If April Were a Cake
I wasn’t thinking about cake while I was still cocooned in our down comforter watching the light gradually brighten the widows from black to a glowing blue. But when I got up on the first day of April and saw the clear skies and let the sun stream in as I pulled up the blinds, the idea crossed my mind. April seems like it will surely bring spring but spring in Maine is mostly a nice story until sometime in May. So far April has arrived with full on mud season complete with lingering piles of dirt covered snow and air that only feels warm because you are still wearing your winter coat. In a few weeks, maybe, we will get a balmy day that entices me to open windows and go outside without a jacket but for now we dwell in the hope of spring, not the reality.
Anyway, back to cake. I was thinking of the kind of every day cake that I might throw together on a sunny afternoon alone in the kitchen. Most of my afternoon time alone these days is spent sewing or writing and sometimes I miss the days when used to be able to head into the kitchen and whip something up without a second though. I enjoy being in the kitchen with Amos, too, though. It is unpredictable, usually messy with a tablespoon of chaos and lots of flour everywhere.
A quick mental inventory reminded me that we were out of oranges and chocolate and low on olive oil. I wished I had raspberries and ricotta. I considered making a buttermilk cake. Then I came across this recipe for a yeasted sugar cake. I had to make it. This is a cake that Amos certainly could have helped with, but it was nice to work quietly in the kitchen.
If April in Maine were a cake, it just might be this one. Take brown and white ingredients, nothing fresh or colorful, mix them together and then wait for them to rise. My cake batter didn’t seem to turn out the way the recipe suggested but fortunately it still baked into a light, toothsome cake. Slightly chewy and pleasantly yeasty, I wished I had berries to put on top, though it was delicious all by itself. Just like spring, it will turn into a lovely treat.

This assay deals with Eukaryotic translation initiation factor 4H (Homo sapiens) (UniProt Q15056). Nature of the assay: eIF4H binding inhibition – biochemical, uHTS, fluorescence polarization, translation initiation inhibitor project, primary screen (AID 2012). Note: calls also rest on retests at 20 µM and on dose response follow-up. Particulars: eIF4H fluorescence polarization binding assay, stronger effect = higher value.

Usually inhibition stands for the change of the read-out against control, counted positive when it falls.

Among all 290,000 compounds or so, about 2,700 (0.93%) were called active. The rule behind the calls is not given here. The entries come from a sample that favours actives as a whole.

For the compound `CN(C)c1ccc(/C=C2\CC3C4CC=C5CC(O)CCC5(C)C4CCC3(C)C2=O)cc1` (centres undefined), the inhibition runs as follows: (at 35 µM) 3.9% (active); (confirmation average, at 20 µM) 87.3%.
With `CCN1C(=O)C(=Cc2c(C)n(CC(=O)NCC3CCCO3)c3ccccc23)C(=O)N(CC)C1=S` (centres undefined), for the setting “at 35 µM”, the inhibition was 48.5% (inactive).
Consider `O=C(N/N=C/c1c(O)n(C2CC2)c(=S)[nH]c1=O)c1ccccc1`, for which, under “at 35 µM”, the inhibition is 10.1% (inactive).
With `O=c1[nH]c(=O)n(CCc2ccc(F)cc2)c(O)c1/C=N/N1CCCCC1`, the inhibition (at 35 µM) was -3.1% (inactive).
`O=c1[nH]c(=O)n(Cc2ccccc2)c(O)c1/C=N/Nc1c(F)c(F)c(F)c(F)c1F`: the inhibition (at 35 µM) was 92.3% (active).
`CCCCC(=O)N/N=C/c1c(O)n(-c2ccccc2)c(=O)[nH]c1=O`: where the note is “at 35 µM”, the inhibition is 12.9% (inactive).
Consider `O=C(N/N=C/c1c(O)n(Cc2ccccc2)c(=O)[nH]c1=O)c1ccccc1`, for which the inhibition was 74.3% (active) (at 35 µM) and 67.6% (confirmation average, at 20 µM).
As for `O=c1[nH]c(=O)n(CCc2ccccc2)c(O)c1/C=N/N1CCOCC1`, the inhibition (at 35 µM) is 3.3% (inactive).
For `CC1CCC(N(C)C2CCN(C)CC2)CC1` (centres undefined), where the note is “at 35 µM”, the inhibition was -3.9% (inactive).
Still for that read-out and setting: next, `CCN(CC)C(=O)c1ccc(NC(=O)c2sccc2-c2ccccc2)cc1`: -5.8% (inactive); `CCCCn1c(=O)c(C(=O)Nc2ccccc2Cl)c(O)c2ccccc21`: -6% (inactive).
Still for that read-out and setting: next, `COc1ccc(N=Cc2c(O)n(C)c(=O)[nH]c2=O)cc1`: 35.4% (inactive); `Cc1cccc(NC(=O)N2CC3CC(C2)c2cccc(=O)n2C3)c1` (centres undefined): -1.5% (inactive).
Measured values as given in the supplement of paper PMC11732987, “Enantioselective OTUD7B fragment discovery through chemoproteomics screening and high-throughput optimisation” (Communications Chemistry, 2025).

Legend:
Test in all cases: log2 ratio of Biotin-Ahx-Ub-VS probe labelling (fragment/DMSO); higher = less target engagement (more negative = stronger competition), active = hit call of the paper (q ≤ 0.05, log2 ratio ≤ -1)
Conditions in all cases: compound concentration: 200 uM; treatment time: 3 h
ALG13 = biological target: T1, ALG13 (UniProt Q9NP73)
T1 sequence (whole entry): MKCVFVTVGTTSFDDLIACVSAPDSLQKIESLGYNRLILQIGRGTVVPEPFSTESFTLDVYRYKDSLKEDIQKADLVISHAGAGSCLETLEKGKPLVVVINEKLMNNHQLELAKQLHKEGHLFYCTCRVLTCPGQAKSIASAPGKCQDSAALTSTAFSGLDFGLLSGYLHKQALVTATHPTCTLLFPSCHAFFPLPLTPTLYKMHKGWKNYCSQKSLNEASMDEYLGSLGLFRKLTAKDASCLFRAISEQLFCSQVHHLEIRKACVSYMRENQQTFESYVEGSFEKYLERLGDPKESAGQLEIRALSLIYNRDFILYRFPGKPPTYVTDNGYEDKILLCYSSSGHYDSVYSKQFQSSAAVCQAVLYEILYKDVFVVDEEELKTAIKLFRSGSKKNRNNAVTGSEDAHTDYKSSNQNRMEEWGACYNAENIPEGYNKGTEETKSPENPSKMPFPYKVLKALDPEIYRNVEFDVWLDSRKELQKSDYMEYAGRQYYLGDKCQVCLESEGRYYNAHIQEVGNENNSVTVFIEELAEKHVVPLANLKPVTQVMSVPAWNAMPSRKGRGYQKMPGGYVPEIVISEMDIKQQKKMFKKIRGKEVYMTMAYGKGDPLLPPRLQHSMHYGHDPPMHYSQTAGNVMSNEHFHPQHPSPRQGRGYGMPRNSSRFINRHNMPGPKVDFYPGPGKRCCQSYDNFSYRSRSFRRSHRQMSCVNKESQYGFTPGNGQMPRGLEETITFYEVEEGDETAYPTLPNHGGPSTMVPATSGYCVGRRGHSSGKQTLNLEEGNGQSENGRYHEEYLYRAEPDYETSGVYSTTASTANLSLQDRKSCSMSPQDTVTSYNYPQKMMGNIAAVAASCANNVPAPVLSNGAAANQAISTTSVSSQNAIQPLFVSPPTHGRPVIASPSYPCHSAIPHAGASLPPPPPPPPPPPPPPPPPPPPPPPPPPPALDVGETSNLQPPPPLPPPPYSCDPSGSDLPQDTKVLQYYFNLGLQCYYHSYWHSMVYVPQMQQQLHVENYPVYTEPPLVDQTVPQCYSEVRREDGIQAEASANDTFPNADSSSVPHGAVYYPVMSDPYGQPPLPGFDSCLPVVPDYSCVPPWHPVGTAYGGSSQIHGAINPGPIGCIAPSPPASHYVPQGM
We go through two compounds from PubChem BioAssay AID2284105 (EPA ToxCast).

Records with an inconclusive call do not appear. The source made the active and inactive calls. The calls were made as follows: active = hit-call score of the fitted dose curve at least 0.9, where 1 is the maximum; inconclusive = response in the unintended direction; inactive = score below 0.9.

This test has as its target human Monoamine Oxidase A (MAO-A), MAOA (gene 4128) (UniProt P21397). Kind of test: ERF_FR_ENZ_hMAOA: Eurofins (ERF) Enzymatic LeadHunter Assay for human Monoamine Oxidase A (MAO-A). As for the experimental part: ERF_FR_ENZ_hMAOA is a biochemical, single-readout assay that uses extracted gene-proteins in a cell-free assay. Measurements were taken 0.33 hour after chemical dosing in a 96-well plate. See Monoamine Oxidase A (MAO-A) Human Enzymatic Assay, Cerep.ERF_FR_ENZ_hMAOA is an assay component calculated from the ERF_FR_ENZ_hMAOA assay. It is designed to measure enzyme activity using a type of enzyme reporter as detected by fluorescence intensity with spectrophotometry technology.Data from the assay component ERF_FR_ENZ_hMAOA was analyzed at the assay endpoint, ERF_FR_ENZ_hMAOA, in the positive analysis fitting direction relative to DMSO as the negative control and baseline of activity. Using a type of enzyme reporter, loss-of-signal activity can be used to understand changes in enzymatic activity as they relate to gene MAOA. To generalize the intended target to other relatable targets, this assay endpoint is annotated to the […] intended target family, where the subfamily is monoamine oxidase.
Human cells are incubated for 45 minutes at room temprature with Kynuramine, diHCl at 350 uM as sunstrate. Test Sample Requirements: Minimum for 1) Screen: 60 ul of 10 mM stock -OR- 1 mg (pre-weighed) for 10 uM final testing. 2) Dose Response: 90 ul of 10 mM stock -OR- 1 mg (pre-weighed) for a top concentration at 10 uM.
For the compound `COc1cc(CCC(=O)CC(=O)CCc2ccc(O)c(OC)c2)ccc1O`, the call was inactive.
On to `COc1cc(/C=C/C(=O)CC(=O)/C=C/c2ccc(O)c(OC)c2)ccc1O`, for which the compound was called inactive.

Yeasted Sugar Cake
Adapted from Vegetarian Cooking for Everyone by Deborah Madison
When I made this cake it turned into more of a batter than a dough. I will make it again soon and update the instructions if it turns out more like the recipe that I followed. I think this would be ideal with fresh strawberries and whipped cream, I can’t wait until June!
2 1/4 teaspoons yeast
1/4 cup sugar
1 1/2 cups all purpose flour
1/2 cup whole wheat flour
1/2 teaspoon salt
1/2 cup warm milk
2 eggs at room temperature
4 tablespoons butter at room temperature
2 tablespoons butter, softened
1/4 cup brown sugar
Stir the yeast and 1 teaspoon of the sugar into 1/4 cup of water. Let stand until foamy, 5-10 minutes. Combine the flours, remaining sugar, and salt in the bowl of a stand mixer. Add the yeast, milk and eggs and beat on medium speed until smooth. Add the butter and beat on medium high until the batter is smooth. Scrape down the sides, cover and let rise until doubled, 45 minutes to 1 hour depending on how warm it is.
Butter a 9-inch round pan (I always use a springform pan because it is the only 9-inch pan I have and it makes it easy to get out). Pour or gently pat the risen dough into the pan and spread it so that it fills the pan. Mix the butter and brown sugar and sprinkle it on top of the dough. Let rise for 30 minutes.
Preheat the oven to 400 degrees F. Bake the cake for 25 minutes until the dough baked through and the sugar melted and begun to brown. Serve while still warm, although it is also very good once cooled and will keep for a few days.